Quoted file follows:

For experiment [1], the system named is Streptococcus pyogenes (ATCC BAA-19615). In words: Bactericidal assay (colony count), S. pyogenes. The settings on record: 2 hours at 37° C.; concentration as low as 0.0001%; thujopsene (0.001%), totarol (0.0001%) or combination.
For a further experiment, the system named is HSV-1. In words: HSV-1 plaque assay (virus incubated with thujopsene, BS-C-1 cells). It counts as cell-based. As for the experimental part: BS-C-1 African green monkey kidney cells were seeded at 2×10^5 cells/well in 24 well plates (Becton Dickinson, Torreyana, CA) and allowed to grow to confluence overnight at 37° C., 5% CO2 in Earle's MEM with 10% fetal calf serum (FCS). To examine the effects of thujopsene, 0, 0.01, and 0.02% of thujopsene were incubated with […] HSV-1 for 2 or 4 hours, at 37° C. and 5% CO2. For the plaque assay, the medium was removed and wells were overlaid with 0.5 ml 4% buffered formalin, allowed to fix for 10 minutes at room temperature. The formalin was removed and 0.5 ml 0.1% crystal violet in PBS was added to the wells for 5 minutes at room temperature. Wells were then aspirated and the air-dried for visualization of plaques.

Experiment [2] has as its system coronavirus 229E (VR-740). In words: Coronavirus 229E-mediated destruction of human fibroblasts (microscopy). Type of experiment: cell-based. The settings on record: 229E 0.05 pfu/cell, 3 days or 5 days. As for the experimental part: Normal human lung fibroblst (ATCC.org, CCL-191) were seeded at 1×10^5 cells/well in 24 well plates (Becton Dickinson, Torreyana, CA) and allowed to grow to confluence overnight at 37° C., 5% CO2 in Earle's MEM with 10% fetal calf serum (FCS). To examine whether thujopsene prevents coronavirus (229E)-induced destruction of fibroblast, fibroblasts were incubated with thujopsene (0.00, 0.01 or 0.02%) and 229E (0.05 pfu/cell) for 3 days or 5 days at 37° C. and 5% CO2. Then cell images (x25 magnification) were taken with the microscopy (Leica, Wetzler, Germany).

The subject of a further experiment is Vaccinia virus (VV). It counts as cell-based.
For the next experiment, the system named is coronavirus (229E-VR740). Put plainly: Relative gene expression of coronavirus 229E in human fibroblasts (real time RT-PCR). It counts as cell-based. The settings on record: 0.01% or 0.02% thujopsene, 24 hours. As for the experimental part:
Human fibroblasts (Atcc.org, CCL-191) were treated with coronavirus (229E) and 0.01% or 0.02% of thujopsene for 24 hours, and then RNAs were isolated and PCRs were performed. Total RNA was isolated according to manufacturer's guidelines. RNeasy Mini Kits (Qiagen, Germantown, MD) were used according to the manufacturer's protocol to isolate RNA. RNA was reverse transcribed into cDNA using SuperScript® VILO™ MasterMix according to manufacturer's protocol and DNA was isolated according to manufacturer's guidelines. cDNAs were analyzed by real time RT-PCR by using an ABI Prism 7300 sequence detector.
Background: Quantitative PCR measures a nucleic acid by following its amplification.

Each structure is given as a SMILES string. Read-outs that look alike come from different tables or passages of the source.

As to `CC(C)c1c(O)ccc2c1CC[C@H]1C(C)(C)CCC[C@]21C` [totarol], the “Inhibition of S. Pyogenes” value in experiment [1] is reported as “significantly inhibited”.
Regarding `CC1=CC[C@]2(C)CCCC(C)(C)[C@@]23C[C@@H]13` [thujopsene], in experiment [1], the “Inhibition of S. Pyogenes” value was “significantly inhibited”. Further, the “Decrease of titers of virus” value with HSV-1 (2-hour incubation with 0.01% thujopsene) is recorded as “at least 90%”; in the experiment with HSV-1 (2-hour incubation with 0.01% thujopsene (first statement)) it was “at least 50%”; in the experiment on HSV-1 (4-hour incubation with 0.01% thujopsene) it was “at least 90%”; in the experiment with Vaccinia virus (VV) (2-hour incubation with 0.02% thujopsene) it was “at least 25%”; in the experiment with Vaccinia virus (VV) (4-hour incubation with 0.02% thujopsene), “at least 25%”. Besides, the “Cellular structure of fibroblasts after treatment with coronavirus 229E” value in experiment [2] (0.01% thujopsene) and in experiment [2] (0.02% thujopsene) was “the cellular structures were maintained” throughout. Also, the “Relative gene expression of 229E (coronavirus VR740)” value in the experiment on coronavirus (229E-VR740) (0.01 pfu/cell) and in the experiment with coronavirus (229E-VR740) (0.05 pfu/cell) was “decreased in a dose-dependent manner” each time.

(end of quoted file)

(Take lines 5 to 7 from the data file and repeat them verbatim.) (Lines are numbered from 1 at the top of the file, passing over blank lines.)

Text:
For the next experiment, the system named is coronavirus (229E-VR740). Put plainly: Relative gene expression of coronavirus 229E in human fibroblasts (real time RT-PCR). It counts as cell-based. The settings on record: 0.01% or 0.02% thujopsene, 24 hours. As for the experimental part:
Human fibroblasts (Atcc.org, CCL-191) were treated with coronavirus (229E) and 0.01% or 0.02% of thujopsene for 24 hours, and then RNAs were isolated and PCRs were performed. Total RNA was isolated according to manufacturer's guidelines. RNeasy Mini Kits (Qiagen, Germantown, MD) were used according to the manufacturer's protocol to isolate RNA. RNA was reverse transcribed into cDNA using SuperScript® VILO™ MasterMix according to manufacturer's protocol and DNA was isolated according to manufacturer's guidelines. cDNAs were analyzed by real time RT-PCR by using an ABI Prism 7300 sequence detector.
Background: Quantitative PCR measures a nucleic acid by following its amplification.